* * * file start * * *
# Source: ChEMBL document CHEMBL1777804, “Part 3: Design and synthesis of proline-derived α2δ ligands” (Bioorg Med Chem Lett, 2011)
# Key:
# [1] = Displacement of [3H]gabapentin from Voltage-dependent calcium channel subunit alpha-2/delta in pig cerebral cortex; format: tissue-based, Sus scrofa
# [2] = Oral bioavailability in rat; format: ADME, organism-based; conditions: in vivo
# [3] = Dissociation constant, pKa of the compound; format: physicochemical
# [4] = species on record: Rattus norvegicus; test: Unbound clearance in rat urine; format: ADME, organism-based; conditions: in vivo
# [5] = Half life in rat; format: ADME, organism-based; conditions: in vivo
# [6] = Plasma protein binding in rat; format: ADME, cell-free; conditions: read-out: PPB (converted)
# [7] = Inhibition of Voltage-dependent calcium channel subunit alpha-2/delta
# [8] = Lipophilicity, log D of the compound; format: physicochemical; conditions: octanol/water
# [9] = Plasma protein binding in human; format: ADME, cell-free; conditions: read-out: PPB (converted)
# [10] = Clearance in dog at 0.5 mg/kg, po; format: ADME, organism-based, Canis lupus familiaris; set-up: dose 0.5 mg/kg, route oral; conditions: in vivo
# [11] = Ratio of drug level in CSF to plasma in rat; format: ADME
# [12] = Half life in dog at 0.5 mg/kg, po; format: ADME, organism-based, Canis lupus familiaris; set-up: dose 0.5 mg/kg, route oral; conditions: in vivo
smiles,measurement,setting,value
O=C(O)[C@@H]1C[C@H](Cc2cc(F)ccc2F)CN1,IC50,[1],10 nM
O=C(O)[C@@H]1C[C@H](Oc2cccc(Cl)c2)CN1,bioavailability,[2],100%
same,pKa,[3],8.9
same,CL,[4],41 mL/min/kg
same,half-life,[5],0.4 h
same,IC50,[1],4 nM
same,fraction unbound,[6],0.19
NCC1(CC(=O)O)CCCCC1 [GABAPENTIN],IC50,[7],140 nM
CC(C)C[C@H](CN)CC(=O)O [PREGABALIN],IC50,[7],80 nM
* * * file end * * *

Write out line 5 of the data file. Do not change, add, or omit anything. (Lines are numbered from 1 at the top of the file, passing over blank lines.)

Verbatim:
# [3] = Dissociation constant, pKa of the compound; format: physicochemical